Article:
Autopsy Of A Mind - BestLightNovel.com
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"She cleaned the kitchen, but not the rest of the house. She didn't think she needed to hide the murder. The kitchen was clean, probably because she does it every time she cooks. It is an occupational hazard."
"And how does that say that she went to her husband?"
"She has a picture of him on her bedside. She sometimes regrets leaving him. She wants him back. Such positioning of objects show the a.s.sociations people have with things, and this shows her regret and hidden love for her husband."
"Are you sure you are not reading gossip magazines?" I asked, smiling at his conviction.
"I don't read gossip," he said proudly.
"I am sure you are already tracking the killer but get the address and number of her husband." The two nodded and led us out.
"Why are you sure it was her?" I asked. "It could have been someone else."
He turned to me silently. "Do you think it was someone else?" I shook my head. "Good, sometimes your gut will get you the answer faster than any knowledge from the book. Your gut is your biggest a.s.set."
We walked down the stairs and saw the men still surrounding the older lady.
"Should I try to talk to her?" I asked.
Did we need to get the statement right now?
"I think she requires some rea.s.surance, but do it after the killer is found. She is a neighbour, so she must be distraught over it. We will also need the story."
I nodded and walked down. I felt terrible for the confused older woman but also knew that this was something non-English speaking individuals faced when speaking to the police. There were records of misinterpreted words and coerced statements from people who were framed or misled to attest to something or take the blame on themselves so that the cops didn't have to do further work. It was a sad state of affair.
We were in the portable monitoring room in no time. I could see Sebastian's car from where I was, but we were farther away from it. A crush of people was surrounding the periphery of the building, trying to understand what was going on inside and why there were so many policemen. There were also a lot of policemen attempting to hold the crowd back.
This was where all the rich people lived, so the paparazzi was not far away. It was distressing how they had gotten the scent of news and travelled this far.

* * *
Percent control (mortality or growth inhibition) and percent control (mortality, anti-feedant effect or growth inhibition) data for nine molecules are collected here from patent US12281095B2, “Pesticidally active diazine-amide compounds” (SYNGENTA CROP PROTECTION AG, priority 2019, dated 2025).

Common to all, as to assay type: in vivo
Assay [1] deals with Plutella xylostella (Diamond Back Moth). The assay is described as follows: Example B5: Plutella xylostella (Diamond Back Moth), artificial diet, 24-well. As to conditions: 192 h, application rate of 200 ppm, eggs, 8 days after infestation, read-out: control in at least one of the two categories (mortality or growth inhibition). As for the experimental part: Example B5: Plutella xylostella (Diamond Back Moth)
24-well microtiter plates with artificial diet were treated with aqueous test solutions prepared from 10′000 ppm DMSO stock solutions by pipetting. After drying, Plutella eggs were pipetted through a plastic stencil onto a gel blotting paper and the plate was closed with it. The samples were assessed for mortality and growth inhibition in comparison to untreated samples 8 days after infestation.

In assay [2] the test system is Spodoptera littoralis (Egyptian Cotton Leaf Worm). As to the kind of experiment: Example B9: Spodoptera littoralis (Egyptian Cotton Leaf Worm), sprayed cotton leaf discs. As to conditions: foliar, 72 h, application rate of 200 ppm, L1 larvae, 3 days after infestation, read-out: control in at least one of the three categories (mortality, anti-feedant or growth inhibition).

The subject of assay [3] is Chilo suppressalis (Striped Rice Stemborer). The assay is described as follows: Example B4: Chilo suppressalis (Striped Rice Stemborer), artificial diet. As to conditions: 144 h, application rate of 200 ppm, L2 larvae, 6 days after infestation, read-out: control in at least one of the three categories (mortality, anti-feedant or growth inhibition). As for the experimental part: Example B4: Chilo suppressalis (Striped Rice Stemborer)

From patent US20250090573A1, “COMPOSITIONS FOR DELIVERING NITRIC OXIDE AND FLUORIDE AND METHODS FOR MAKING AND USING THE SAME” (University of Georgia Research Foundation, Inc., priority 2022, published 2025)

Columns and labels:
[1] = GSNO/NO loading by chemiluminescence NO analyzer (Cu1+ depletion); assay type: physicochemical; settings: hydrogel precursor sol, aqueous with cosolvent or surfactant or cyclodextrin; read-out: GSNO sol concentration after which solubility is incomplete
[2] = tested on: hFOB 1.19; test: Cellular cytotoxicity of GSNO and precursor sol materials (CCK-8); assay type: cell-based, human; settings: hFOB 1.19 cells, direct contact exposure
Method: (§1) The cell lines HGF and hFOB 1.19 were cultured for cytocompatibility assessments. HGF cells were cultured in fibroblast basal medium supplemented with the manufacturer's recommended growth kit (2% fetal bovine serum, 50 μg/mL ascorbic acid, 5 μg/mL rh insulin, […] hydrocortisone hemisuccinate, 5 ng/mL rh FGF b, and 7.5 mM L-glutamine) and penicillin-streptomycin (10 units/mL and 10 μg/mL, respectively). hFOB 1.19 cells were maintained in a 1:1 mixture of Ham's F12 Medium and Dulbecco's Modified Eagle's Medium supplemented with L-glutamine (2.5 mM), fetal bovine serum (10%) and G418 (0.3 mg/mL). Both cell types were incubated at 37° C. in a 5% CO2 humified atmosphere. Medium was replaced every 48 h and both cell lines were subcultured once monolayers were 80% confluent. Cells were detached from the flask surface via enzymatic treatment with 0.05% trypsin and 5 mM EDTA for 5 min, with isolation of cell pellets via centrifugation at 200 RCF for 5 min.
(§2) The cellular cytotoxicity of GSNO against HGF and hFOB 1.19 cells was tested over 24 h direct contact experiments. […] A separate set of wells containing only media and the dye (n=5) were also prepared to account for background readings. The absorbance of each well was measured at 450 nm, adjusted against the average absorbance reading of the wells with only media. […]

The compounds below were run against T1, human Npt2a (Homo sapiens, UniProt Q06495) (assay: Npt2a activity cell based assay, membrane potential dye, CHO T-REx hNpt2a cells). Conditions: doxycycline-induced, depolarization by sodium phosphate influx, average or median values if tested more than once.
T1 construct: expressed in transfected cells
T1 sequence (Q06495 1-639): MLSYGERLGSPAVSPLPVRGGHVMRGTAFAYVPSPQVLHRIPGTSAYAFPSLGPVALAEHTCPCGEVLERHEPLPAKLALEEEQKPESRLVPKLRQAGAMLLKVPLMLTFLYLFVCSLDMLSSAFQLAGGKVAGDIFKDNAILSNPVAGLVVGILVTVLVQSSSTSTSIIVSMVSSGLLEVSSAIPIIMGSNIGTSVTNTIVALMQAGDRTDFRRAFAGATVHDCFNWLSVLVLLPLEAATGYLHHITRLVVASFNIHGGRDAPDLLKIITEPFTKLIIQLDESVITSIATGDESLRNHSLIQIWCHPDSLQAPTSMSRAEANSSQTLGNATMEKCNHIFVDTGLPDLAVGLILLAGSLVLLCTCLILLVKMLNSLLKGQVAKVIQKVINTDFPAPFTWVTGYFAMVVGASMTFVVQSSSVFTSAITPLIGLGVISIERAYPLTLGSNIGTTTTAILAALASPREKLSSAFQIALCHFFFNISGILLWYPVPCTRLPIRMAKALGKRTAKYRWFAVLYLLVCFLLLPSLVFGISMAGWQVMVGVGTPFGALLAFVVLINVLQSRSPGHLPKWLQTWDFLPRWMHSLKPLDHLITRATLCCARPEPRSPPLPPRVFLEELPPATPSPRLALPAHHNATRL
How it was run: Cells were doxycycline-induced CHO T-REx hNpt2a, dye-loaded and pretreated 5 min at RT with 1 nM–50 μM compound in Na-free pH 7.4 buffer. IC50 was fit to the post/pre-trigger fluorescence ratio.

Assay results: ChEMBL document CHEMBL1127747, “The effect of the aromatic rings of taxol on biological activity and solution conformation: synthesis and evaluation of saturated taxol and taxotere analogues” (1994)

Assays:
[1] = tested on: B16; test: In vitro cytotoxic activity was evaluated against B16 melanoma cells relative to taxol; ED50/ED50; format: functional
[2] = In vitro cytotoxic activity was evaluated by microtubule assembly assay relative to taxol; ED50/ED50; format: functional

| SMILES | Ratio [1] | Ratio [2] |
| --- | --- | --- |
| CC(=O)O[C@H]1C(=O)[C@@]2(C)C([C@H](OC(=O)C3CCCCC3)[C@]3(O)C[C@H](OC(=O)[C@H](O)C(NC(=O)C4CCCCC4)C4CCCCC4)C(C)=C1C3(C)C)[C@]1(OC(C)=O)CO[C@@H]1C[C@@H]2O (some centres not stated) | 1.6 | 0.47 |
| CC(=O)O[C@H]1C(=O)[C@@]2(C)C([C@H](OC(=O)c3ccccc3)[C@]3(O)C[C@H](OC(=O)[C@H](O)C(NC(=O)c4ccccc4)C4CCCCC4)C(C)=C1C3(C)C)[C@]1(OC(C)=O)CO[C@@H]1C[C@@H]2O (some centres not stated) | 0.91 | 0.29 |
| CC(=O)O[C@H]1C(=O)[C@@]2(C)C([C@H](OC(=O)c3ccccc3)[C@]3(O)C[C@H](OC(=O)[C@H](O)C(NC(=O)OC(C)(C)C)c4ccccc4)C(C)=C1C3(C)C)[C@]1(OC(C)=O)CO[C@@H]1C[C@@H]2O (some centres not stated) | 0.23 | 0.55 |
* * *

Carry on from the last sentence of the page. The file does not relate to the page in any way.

Sebastian had taken a backseat as the lead investigator came in and spoke to him. It made me wonder why we were still standing here.
And I went ahead and asked him that.
"Didn't you say catching the criminal was not your job? Then why are we here still?" I asked. There were so many questions that I wanted answers to when it came to Sebastian Butler and the elusive world of criminal psychology. It filled me with a feverish need to know. It was a feeling I had tried to curb for a long time, but my upbringing had always made me a curious cat.
Maybe Sebastian wasn't wrong in a.s.suming that I was a cat.
Only, I hoped that it wouldn't get me killed.
"This will be the only time you will be able to see the process followed to catch a criminal. I want you to know that the system works and that you will be safe in their hands." Those words made me shudder. I had little faith in the system that had failed to find me for seven months and resorted to finally catching the murderer because I had somehow escaped the h.e.l.l hole.
"I don't need to know this." I was firm in my belief.
"Just because it failed you once doesn't mean that it is incapable. You can trust me. Just watch. You will discover the true world of criminology and how the criminal thinks. You are invaluable in your skill-set. I also want to show you how worth the time it is."
I would have said I was tired of his trials at getting me into his field, but it only held excitement for me. It was like I was finally learning that I was worth something, that my pain would not turn me into a monster but could also help me protect others from their miseries. I could understand others' pains through myself. It was only natural that I have to compare. We can't know the significance of an event if we don't place ourselves in someone else's shoes.
I succ.u.mbed to his persuasion and sat back as another case was solved.
There was an epic chase on the street like the ones we see in movies. No one knew where she was headed until she went to a nearby food chain and ordered food. Someone posted a selfie with her. They tracked down her location and her car number, something they were previously unable to find.
The husband was informed, too. He had been stoic at the face of crisis and waited for her patiently. He told them to let her come to him and confess what she had done. It would be easier for the police to convict her, then. I didn't know what exactly happened in those few hours, but the cops kept chasing her down the streets and blocked off all exits. After a talk with her husband, a distraught looking Dorothy Mitch.e.l.l was escorted out of her own house, the one she shared with her husband.
The footage from the police cars was all over the news, and people were horrified that the innocent and harmless looking chef could commit such a crime. In the end, Sebastian was left in the room with her, a recorder recording their conversation. And I stared in awe as he interviewed her.
He indeed was a sight to behold.
All my dreams were rus.h.i.+ng back to me, urging me to choose the path I had always promised to take, to use my education and do the service necessary for victims to get justice.
I was convinced.
I would be his a.s.sistant.
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